We were unable to collect garden waste from a number of properties in the following areas due to capacity issues:

  • Chapelfields
  • Foxwood
  • Tang Hall

We’ll attempt to collect missed garden waste by Wednesday 27 May, but may not be able to revisit until later in the week. Please leave greens bin out and we’ll get to you as soon as we can.

We have been able to recollect all outstanding garden waste from Monday 25 May.

Previous waste service updates – Monday 25 May

All scheduled household waste collections have been made.

We were unable to collect recycling waste from a number of properties in Fulford as a result of restrictions on operations due to coronavirus.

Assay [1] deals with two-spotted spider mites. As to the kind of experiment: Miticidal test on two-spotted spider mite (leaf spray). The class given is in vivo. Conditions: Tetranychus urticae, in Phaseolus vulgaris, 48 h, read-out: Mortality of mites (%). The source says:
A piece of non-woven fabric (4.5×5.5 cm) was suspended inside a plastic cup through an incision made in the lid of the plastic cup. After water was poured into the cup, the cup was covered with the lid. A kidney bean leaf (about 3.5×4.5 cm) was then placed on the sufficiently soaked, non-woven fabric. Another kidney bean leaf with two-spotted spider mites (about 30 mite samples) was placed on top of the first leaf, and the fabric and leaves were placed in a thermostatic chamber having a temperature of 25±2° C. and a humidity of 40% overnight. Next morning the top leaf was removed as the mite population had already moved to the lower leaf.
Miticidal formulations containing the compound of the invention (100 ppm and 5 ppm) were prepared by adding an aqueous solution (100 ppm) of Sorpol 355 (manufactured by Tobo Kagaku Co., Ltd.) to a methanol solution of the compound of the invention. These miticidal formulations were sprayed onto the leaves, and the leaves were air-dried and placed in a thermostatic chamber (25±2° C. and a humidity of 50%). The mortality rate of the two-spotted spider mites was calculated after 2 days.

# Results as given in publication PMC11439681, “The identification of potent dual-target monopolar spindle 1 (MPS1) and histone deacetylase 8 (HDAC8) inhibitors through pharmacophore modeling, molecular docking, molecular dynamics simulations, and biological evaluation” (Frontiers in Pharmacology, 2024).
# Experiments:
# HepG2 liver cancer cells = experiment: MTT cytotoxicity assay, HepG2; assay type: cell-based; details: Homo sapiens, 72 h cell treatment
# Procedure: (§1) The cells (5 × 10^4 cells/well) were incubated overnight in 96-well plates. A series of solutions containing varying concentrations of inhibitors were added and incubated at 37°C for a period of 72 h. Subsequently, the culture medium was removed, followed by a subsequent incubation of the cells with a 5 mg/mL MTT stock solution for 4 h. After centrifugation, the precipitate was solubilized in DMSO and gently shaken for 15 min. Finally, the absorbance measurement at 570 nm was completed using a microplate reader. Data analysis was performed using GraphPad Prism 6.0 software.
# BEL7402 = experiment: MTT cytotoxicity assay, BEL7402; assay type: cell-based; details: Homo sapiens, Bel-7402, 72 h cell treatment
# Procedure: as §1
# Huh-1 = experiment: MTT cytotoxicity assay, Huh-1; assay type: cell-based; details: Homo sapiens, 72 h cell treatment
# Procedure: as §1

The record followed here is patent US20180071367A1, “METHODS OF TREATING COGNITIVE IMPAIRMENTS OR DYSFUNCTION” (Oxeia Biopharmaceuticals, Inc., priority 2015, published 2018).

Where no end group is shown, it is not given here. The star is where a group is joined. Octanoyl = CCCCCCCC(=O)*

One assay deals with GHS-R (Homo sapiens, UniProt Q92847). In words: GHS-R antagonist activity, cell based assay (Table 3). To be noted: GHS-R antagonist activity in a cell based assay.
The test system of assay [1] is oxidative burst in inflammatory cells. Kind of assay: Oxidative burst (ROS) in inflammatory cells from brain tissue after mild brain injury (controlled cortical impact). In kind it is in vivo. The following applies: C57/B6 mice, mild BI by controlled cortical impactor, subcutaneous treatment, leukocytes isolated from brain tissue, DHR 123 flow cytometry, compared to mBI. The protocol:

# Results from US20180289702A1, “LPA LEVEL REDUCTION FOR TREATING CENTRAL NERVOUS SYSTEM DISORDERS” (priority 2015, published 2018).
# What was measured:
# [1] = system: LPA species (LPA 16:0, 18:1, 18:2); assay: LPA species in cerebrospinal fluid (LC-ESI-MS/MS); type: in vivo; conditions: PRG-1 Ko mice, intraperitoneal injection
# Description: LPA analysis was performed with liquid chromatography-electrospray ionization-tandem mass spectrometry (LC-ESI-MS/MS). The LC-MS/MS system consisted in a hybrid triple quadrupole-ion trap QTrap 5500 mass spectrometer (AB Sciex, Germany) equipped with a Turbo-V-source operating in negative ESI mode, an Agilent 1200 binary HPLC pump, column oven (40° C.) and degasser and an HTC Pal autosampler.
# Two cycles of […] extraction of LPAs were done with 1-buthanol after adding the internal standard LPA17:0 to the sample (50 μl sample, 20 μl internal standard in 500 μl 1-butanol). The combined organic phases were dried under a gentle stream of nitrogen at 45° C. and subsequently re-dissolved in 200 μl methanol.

We’ll attempt to collect this recycling on Tuesday 26 May. Please present your containers for collection by 7.00am.

We’ve been unable to collect garden waste from a number of properties in the following areas due to capacity issues:

  • Badger Hill
  • Heslington

We will attempt to collect missed garden waste on Tuesday 26 May, but may not be able to revisit until later in the week. Please leave greens bin out and we’ll get to you as soon as we can.

Drainage ditch plea

It is the time of year when drainage ditches and becks can become overgrown. When water volumes are generally low, it is important that the opportunity is taken to clear vegetation and debris from the channels.

That is particularly challenging at present because of coronavirus restrictions.

We were pleased to see that local Councillor Andrew Waller is pressing the Marston Moor IDB to ensure that maintenance work continues.